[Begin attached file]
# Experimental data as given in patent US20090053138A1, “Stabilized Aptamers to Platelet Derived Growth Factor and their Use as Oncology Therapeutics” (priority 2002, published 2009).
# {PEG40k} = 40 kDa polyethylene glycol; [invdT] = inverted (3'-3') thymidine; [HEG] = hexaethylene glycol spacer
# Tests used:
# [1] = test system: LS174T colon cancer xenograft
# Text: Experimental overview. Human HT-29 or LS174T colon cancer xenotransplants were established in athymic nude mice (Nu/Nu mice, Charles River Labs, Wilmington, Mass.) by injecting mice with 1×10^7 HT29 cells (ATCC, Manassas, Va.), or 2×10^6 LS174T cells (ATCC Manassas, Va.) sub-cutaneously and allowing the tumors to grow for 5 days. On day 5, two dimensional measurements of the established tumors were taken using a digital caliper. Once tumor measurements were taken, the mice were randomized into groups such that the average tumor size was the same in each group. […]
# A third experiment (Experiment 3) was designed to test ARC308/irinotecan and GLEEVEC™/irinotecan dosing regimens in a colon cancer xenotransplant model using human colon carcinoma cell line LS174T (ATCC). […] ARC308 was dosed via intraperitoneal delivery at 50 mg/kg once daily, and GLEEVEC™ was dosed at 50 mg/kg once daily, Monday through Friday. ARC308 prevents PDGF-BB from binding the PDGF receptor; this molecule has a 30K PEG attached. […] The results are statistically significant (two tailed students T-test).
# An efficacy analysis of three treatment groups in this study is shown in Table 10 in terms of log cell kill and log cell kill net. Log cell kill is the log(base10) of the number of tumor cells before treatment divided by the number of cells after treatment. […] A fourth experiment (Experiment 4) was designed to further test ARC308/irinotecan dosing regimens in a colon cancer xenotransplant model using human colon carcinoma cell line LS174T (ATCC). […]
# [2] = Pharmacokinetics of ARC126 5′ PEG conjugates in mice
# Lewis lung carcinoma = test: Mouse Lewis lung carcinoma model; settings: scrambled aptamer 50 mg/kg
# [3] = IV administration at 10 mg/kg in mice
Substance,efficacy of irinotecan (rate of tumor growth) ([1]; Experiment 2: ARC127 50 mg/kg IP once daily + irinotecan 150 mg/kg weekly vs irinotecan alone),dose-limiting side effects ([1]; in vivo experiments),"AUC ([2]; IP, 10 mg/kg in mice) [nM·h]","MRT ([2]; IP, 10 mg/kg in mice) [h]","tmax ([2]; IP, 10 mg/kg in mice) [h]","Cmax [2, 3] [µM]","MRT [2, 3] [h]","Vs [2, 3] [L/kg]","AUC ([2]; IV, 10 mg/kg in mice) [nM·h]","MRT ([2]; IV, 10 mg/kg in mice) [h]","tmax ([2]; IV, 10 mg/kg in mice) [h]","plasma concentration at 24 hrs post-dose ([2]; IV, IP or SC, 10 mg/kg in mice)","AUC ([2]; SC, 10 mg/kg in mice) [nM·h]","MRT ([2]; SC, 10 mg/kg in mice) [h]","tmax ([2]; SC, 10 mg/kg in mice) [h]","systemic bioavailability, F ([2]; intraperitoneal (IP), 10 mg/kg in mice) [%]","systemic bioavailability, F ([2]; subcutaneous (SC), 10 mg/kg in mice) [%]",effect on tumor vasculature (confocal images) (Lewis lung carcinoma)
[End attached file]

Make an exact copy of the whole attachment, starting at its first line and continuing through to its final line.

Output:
# Experimental data as given in patent US20090053138A1, “Stabilized Aptamers to Platelet Derived Growth Factor and their Use as Oncology Therapeutics” (priority 2002, published 2009).
# {PEG40k} = 40 kDa polyethylene glycol; [invdT] = inverted (3'-3') thymidine; [HEG] = hexaethylene glycol spacer
# Tests used:
# [1] = test system: LS174T colon cancer xenograft
# Text: Experimental overview. Human HT-29 or LS174T colon cancer xenotransplants were established in athymic nude mice (Nu/Nu mice, Charles River Labs, Wilmington, Mass.) by injecting mice with 1×10^7 HT29 cells (ATCC, Manassas, Va.), or 2×10^6 LS174T cells (ATCC Manassas, Va.) sub-cutaneously and allowing the tumors to grow for 5 days. On day 5, two dimensional measurements of the established tumors were taken using a digital caliper. Once tumor measurements were taken, the mice were randomized into groups such that the average tumor size was the same in each group. […]
# A third experiment (Experiment 3) was designed to test ARC308/irinotecan and GLEEVEC™/irinotecan dosing regimens in a colon cancer xenotransplant model using human colon carcinoma cell line LS174T (ATCC). […] ARC308 was dosed via intraperitoneal delivery at 50 mg/kg once daily, and GLEEVEC™ was dosed at 50 mg/kg once daily, Monday through Friday. ARC308 prevents PDGF-BB from binding the PDGF receptor; this molecule has a 30K PEG attached. […] The results are statistically significant (two tailed students T-test).
# An efficacy analysis of three treatment groups in this study is shown in Table 10 in terms of log cell kill and log cell kill net. Log cell kill is the log(base10) of the number of tumor cells before treatment divided by the number of cells after treatment. […] A fourth experiment (Experiment 4) was designed to further test ARC308/irinotecan dosing regimens in a colon cancer xenotransplant model using human colon carcinoma cell line LS174T (ATCC). […]
# [2] = Pharmacokinetics of ARC126 5′ PEG conjugates in mice
# Lewis lung carcinoma = test: Mouse Lewis lung carcinoma model; settings: scrambled aptamer 50 mg/kg
# [3] = IV administration at 10 mg/kg in mice
Substance,efficacy of irinotecan (rate of tumor growth) ([1]; Experiment 2: ARC127 50 mg/kg IP once daily + irinotecan 150 mg/kg weekly vs irinotecan alone),dose-limiting side effects ([1]; in vivo experiments),"AUC ([2]; IP, 10 mg/kg in mice) [nM·h]","MRT ([2]; IP, 10 mg/kg in mice) [h]","tmax ([2]; IP, 10 mg/kg in mice) [h]","Cmax [2, 3] [µM]","MRT [2, 3] [h]","Vs [2, 3] [L/kg]","AUC ([2]; IV, 10 mg/kg in mice) [nM·h]","MRT ([2]; IV, 10 mg/kg in mice) [h]","tmax ([2]; IV, 10 mg/kg in mice) [h]","plasma concentration at 24 hrs post-dose ([2]; IV, IP or SC, 10 mg/kg in mice)","AUC ([2]; SC, 10 mg/kg in mice) [nM·h]","MRT ([2]; SC, 10 mg/kg in mice) [h]","tmax ([2]; SC, 10 mg/kg in mice) [h]","systemic bioavailability, F ([2]; intraperitoneal (IP), 10 mg/kg in mice) [%]","systemic bioavailability, F ([2]; subcutaneous (SC), 10 mg/kg in mice) [%]",effect on tumor vasculature (confocal images) (Lewis lung carcinoma)